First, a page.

JOTPY: Even the more serious journalists of our time seem to have become captive, in some ways, to the 24-7 news cycle. I’m thinking of pieces like Barton Gellman’s widely circulated Atlantic Monthly article, “What If Trump Refuses to Concede?’’ On one hand, it’s a warning call of some of the dangers that lie ahead, but it also seems part and parcel of a tendency, particularly on the Left, to doomsday speculation that can turn into self-fulfilling prophecies, and can give leaders with authoritarian tendencies, like Trump, a feeling like, “Hey, that’s a good idea!’’ Is there a danger in this approach?

AH: I doubt that any journalist who cares about democracy is going to give Trump and his enablers ideas they haven’t already thought of. I’m grateful for Barton Gellman and others like him who are focusing on the dire risks we face in the weeks ahead. With a president openly threatening to defy election results, we’re at a new, highly dangerous moment in American history.

JOTPY: To cut to the chase, how concerned are you that Trump will actually seize control of the government, regardless of the outcome of the election, and that we will be plunged even deeper into the authoritarian nightmare that people have been dreading for the last three-and-a-half years?

AH: I’m congenitally an optimist. Maybe too much so. However much he may want to do something like that, I don’t think he’ll be able to get away with it. Democratic institutions and traditions are far more deeply rooted in this country than they were, say, in the Germany of 1933.

JOTPY: What parallels – and significant differences – do you see between The Resistance of today and the mass anti-Fascist movements of the past, that you chronicled in Spain In Our Hearts?

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Swarthmore student Joe Seligman, the first American to join the Battle for Madrid. After he left, his parents in Kentucky received an envelope mailed by a friend: “By the time you get this letter I will be in Europe. I am going to Spain. . . . I am really too excited and angry . . . to do anything else.” Read an excerpt from Hochschild's book here.

AH: In some ways, things may have seemed clearer to people in the 1930s: when the war in Spain began, it was between a democratically elected government and a clique of right-wing generals backed by Hitler and Mussolini. Morally and politically, there was no doubt which side a decent person should be on.

Today, it’s clear that Trump is a danger to democracy; it’s not always clear what’s the best method or strategy to send him packing, especially given the extreme oddity of our electoral college voting system.

JOTPY: What commonality, if any, do you find between the very loosely defined, and deeply demonized, Antifa movement of today, and the Wobblies of the ‘20s and ‘30s, which also had significant support in the Pacific Northwest. Are the activists in Seattle and Portland part of that legacy?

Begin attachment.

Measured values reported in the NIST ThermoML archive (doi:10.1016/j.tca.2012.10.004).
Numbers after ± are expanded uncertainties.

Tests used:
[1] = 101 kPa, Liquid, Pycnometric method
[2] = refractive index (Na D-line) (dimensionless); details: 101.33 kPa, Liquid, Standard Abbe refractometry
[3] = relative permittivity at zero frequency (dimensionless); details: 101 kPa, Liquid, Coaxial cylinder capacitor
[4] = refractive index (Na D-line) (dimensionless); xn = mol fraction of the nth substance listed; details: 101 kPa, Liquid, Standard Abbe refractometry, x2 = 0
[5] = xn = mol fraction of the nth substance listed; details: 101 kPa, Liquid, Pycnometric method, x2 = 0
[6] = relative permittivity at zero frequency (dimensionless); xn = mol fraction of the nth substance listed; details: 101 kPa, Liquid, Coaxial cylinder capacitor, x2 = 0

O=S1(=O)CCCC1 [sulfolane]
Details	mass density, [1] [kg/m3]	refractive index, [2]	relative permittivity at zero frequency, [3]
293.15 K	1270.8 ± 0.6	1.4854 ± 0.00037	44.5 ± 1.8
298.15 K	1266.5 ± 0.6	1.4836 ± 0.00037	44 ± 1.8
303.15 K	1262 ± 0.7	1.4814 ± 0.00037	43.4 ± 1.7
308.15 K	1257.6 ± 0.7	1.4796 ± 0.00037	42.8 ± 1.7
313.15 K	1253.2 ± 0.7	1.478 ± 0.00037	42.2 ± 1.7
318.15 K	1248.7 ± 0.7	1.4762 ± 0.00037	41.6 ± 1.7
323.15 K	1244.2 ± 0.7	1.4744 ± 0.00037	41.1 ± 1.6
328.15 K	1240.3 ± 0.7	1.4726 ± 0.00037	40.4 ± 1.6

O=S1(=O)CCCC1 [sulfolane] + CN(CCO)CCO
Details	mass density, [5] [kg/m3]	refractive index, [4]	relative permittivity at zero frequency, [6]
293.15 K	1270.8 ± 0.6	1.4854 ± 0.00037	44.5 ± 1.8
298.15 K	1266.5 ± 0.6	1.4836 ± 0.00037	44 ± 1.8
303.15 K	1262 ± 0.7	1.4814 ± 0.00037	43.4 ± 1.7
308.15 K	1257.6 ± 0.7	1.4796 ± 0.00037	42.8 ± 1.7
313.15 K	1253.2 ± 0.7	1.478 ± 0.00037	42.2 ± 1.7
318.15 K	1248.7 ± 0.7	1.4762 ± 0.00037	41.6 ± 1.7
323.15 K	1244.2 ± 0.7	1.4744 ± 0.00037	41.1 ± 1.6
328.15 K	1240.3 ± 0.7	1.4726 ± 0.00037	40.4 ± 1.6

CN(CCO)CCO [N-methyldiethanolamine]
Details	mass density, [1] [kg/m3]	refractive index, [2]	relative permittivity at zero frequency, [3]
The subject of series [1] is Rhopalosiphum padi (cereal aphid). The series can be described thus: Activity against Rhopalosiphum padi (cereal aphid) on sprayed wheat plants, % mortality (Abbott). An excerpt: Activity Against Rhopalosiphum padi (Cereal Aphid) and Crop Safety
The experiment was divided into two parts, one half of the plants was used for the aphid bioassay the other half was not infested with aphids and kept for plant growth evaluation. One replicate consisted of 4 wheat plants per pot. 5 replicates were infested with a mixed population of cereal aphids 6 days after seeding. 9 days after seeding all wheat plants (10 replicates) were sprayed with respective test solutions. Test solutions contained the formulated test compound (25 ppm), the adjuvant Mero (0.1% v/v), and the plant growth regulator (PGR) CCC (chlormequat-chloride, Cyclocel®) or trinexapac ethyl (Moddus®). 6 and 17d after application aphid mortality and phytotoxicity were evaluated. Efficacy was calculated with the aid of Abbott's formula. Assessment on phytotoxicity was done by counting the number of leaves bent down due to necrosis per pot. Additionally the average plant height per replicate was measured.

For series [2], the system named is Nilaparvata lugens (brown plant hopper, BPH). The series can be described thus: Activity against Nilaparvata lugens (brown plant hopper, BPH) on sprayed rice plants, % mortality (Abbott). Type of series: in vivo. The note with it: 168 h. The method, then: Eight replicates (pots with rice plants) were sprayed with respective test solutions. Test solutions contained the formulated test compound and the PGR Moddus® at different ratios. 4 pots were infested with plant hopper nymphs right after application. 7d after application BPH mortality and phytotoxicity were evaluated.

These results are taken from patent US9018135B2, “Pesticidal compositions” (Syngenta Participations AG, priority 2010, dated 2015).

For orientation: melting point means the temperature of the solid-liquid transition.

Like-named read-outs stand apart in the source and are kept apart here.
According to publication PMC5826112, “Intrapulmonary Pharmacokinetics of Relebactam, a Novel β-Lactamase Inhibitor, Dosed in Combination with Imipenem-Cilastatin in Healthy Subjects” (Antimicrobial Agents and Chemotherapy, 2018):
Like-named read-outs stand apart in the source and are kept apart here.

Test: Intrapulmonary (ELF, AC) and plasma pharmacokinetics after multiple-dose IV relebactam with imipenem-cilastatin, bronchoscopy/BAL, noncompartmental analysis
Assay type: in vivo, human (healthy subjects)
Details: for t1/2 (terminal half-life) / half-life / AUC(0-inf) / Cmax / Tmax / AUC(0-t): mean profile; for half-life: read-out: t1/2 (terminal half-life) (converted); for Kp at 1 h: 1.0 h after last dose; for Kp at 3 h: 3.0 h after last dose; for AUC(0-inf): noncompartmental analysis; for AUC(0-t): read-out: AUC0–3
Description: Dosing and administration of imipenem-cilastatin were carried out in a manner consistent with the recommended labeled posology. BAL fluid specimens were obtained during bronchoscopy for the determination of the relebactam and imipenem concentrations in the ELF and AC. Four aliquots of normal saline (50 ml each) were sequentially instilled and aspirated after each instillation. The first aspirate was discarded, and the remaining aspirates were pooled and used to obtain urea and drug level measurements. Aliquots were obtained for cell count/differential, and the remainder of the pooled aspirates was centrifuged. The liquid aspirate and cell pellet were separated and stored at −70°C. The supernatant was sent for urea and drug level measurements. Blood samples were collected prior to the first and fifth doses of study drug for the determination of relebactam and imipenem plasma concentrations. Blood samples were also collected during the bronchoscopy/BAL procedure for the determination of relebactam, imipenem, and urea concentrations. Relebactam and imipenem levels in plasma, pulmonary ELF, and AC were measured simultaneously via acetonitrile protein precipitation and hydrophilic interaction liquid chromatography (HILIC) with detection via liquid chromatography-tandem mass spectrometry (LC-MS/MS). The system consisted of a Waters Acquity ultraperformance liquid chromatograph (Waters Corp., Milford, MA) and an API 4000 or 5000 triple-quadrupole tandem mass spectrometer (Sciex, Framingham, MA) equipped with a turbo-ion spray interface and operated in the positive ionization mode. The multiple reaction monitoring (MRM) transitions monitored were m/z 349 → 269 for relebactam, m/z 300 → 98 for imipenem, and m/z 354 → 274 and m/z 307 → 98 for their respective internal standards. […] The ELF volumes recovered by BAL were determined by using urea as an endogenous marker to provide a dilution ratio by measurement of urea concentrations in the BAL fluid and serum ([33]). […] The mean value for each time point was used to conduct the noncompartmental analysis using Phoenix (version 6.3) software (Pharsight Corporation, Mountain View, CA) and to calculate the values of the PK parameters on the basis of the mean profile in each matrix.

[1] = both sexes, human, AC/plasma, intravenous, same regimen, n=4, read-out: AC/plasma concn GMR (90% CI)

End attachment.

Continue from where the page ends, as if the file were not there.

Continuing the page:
AH: I don’t see much commonality. A lot of Antifa types are people who seem to be spoiling for a fight, without caring about whether that fight is actually going to inflict defeats on the forces of reaction in this country, or inflame them.

The Wobblies at their best—which they not always were—led some strikes that either achieved real victories or dramatized terrible working conditions to a wider public not yet aware of them.

I suspect that Antifa, as was the case with the Wobblies, is heavily infiltrated. Today perhaps less with FBI agents than with right-wingers who know that provoking any kind of violence that can be blamed on the Left is catnip for Trump.

JOTPY: What responsibility – or blame - does the media bear for our current predicament? In the introduction you wrote for a new edition of Orwell’s “Homage to Catalonia,’’ you wrote:

“The Spanish Civil War captured the world’s attention like virtually no event of its time. During the nearly three years it lasted, the New York Times had correspondents on both sides and ran more than a thousand front page headlines about the conflict – more than on any other single topic, including President Franklin D. Roosevelt, the rise of Nazi Germany, or the calamitous toll of the Great Depression.’’

The analogy may be inexact – they ran plenty of stories on Trump, too – but one can’t help thinking of the Times’ obsession with Hillary Clinton’s emails in the runup to 2016. If they had handled things differently, do you think it might have affected the outcome, or is that just a fantasy of the chattering classes?